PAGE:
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Acid reflux and herbal remedies

Hyperacidity Causes and Herbal Remedies

Hyperacidity in the stomach have a number of causes, but in the truest sense, might have nothing to do with the body producing ‘too much acid’ as we are generally taught. It is not necessarily a fact that the body is producing too much acid, but rather any or a combination of the issues listed below:

– The gastrointestinal (GI) tract, especially the stomach and intestine are not functioning properly
– Improper food combination
– Not enough good bacteria in the stomach and intestine
– Not chewing foods properly
– Regularly consuming difficult to digest foods, especially on a weak stomach

Problems associated with our digestive process include symptoms that are generally labelled gastroesophageal reflux disease (GERD), heartburn, acid indigestion, sour stomach, upset stomach and feelings of bloating and nausea after a meal.

Most of us have likely experienced one or more of these symptoms at various points in our lives; if it happens occasionally there is not necessarily a need for great concern. However, one should take note of what was eaten prior to the experience and see if there is a pattern, if the problem occurs again. Myself, for example, combining cucumber with bell pepper doesn’t work well – so since recently I have them separately, it’s either one or the other in my salad. If symptoms are experienced on a regular basis, that should be cause for concern, as it could indicate that there are underlining issues that need to be addressed.

A healthy gastrointestinal tract is key to healing hyperacidity and promoting proper digestive processes. Our body must efficiently complete each of the process – digestion, absorption, utilisation and elimination. It is important that the body is able to breakdown and digest the foods we eat, absorb the nutrients from the foods, utilise those nutrients, for example minerals, and also eliminate that part of the food which it did not need.

Lifestyle Contributor

Some lifestyle contributors to hyperacidity include:

  • Drinking alcohol
  • Eating large meals just before bed
  • Lying down immediately after one has eaten
  • Food allergies
  • Fatty foods / spicy foods / fried foods
  • Drugs such as nitrates / antihistamines / calcium channel blockers
  • Obesity
  • Ageing

Finding Relief

Antacids

Usually people turn to over the counter antacids to deal with issues of ‘hyperacidity’. The problem is that (and you will know this if you have had to deal with these issues) they seem to work and you feel better for a while. Often the ‘good feeling’ last only until your next meal. That was my experience…I have tried many and at one point was even prescribed Nexum. I must admit, at the time I was super happy to be prescribed Nexum as it seemed to solve my problem. I was wrong, it didn’t solve my problem, it just kept recurring and I had to get more drug each time.  They never ‘heal’ you, only cover up the symptoms. In addition, there are side effects associated with long term use.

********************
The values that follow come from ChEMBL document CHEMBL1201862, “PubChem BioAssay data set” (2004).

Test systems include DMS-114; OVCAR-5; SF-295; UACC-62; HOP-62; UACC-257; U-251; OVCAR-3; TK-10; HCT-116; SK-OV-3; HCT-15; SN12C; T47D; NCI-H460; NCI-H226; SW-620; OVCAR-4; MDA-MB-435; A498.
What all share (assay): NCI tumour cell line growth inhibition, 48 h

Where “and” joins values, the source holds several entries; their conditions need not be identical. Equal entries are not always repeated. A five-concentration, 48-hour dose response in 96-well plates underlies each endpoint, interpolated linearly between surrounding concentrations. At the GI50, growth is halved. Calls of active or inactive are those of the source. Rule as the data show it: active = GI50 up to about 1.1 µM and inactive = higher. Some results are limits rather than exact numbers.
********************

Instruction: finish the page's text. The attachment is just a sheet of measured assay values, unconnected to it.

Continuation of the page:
Using Herbs

Some herbs that will help with the associated symptoms include:

Aloe Vera
Bladderwrack
Cardamom
Catnip
Chamomile
Comfrey
Dandelion
Fennel
Flax Seed
Gentian
Ginger
Hops
Iceland Moss
Kelp
Licorice
Marshmallow Root
Meadowsweet
Mint
Mullein
Papaya (Fruit And Leaves)
Red Raspberry
Slippery Elm
Turmeric Root
Wood Betony

Using Baking Soda (Sodium Bicarbonate)

Baking soda can help to relieve symptoms very quickly:
1 tsp baking soda
1 cup water
Put the teaspoon of baking soda in the water, mix until dissolve and drink.

Lifestyle and Other Changes

To get to the root of the ‘hyperacidity’ problems and prevent them from recurring usually involves lifestyle changes:

    • Stop smoking
    • Take the time to chew the food properly, never eat when you’re in a rush
    • Try not to go to bed immediately after a big meal; eat at least 2 hours before going bed
    • If you feel the food is not properly digested and you want to lie down, hoist the head on 2 or 3 pillows keeping the legs flat in the lower position – this could prevent hydrochloric acid flowing back up through the lower esophageal sphincter (LES) into the esophagus
    • Eat more fruits and vegetables as these help to not only promote healing in the GI track but also promote the growth of good bacteria. The focus should be on sub-acid and sweet fruits in the beginning as acid fruits, such as the citruses could exacerbate the problem initially
    • Reducing or removing processed foods from the diet
    • Blend / Juice / Puree foods for people who have difficulty chewing, especially the elderly
    • Heal the gut; this can be done through detoxification, and following a plant-based diet rich in fruits, vegetables and whole foods

    Our body knows best

    Always bear in mind that our body is very intelligent – its main aim always is to keep us alive and well, but it can only work with the tools we give it. Feed it an alkaline, healing, plant-based diet rich in fruits, vegetables and whole foods.

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